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teckpow

Browser games magic

13 posts in this topic

Hi everyone! I am a web developer and I am quite interested in browser games. I would like to ask you where can I begin? I mean what is necessary to build one? I'm not asking for a guide on how to, but for kind of examples like what should I use and why. I saw some people basing their game entirely on Adobe Flash, others using only HTML5 magic with JS, so my question is which "tools" may I use to develop a browser game? Thanks in advance!
-teckpow

 

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All depends on what kind of game you want. If it is mostly text based and just a few images to display, you could just use X/HTML and some server side language like PHP. What kind of game are you wanting to make?

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Hi,

 

Now is a good time to get into Canvas/HTML 5 and anticipate using JavaScript with Canvas as the technology advances in the future.  Its a great time for Canvas, as a matter of course.

 

If you only want to target regular computer browsers and not smart phones, then Flash might be a better technology for performance reasons, allowing you to create and play some games that are demanding on resources.  Look at the Flash games on Facebook and you will see what I mean.

 

For truly hardware cross-platform then I would recommend HTML5 and JavaScript.

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The answer totally depends on the type of game you want to make.

 

For some types of games Unity is by far the best choice.  I put together a complete mmo tech demo in unity for a project I was working on inside of a month.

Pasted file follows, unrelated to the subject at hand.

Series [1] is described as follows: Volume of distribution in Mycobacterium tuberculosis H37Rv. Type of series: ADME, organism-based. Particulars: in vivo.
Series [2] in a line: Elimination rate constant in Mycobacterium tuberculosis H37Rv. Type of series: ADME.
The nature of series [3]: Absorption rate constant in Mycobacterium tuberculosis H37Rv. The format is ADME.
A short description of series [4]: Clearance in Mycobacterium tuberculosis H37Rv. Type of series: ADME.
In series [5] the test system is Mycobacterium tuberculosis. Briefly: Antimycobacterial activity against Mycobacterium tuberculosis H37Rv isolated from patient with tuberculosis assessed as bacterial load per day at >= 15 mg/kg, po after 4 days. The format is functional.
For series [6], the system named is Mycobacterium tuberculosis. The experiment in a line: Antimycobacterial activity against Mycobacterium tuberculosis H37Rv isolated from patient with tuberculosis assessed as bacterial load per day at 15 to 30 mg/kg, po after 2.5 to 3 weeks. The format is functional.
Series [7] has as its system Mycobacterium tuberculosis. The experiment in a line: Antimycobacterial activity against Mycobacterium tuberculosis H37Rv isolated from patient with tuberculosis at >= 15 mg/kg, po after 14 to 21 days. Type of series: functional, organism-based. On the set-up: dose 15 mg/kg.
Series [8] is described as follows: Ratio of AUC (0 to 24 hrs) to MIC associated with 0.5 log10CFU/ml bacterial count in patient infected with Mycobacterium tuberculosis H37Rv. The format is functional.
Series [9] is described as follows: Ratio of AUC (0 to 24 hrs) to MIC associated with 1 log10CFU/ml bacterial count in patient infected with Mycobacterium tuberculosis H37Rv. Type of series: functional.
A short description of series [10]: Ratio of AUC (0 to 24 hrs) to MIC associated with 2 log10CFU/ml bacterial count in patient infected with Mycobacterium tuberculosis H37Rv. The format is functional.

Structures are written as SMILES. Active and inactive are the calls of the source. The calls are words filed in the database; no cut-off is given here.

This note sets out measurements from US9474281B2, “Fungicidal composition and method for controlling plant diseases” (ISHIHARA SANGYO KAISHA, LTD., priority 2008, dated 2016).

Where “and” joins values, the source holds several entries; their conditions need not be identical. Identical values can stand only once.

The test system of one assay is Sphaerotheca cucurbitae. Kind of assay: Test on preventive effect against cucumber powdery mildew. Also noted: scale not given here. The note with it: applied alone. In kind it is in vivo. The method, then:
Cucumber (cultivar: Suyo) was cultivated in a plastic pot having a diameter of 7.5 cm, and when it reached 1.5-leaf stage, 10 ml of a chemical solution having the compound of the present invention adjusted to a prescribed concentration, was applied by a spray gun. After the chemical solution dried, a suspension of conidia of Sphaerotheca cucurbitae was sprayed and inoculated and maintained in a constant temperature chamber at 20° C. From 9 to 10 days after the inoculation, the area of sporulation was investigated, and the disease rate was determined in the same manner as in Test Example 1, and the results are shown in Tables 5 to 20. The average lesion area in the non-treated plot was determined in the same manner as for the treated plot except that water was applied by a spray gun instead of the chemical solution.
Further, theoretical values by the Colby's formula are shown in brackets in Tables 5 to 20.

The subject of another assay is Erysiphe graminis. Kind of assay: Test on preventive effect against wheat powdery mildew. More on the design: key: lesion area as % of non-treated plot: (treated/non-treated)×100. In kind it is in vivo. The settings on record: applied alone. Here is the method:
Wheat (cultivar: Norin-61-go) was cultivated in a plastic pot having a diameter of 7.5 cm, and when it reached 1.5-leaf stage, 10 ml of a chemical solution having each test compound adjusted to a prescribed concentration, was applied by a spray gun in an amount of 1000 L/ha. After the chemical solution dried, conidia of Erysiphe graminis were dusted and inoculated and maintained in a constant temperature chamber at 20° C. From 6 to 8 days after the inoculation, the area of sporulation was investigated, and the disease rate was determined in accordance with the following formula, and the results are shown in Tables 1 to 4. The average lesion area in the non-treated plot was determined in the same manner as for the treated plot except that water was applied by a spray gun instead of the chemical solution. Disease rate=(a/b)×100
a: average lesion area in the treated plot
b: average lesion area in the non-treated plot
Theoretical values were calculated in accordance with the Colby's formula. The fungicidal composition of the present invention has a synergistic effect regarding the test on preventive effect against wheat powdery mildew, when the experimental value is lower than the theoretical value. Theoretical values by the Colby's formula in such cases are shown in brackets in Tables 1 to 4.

Javascript and html5 are limited, again it depends on the type of game you want to make.  Javascript is a horrible language, that's something you will have to reconcile with and just deal with. For a good laugh when you have 5 minutes see this: https://www.destroyallsoftware.com/talks/wat.

 

I've been watching html5 for years.  Flash became popular primarily because of how bad javascript was, and how slow the html5 standards were progressing.  Nothing has really changed.  All that has happened is that people have managed to squeeze more out of a stagnant platform.   Html5 will never become what people want it to be.  It simply can't when it's hamstrung by a bad language and a standards body that's paralyzed by politics.  Platforms like Unity or chrome's native code abilities are examples of where I think the future of games on the browser are headed.

 

Flash is kind of a dying breed.  It's good for specific games but I would be really nervous about using it on any new large projects.

 

Chris

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Perhaps you can try our cloud-based HTML5 game engine. It uses only web technologies and run in the browser.

It follows a top-down object-oriented design.  Basically, it means you can visually (drag and drop) to wrap any

lower level codes and media assets into reusable and shareable components.  Once published to our store, 

others can build apps from your components.

 

It took me only a few minutes to create these scenes:

 

Pandora's Box   

Vandalize David 

 

We are currently working on a new technology called the "blueprint game generator".  Blueprint is an XML file that directs and guides 

users' components to work together to form a game.  Any user can create and share blueprints using Blueprint Composer.  Our code generator will be able to create the

finished products from user-submitted blueprints (e.g. by dynamically pulling required game resources from our repository.)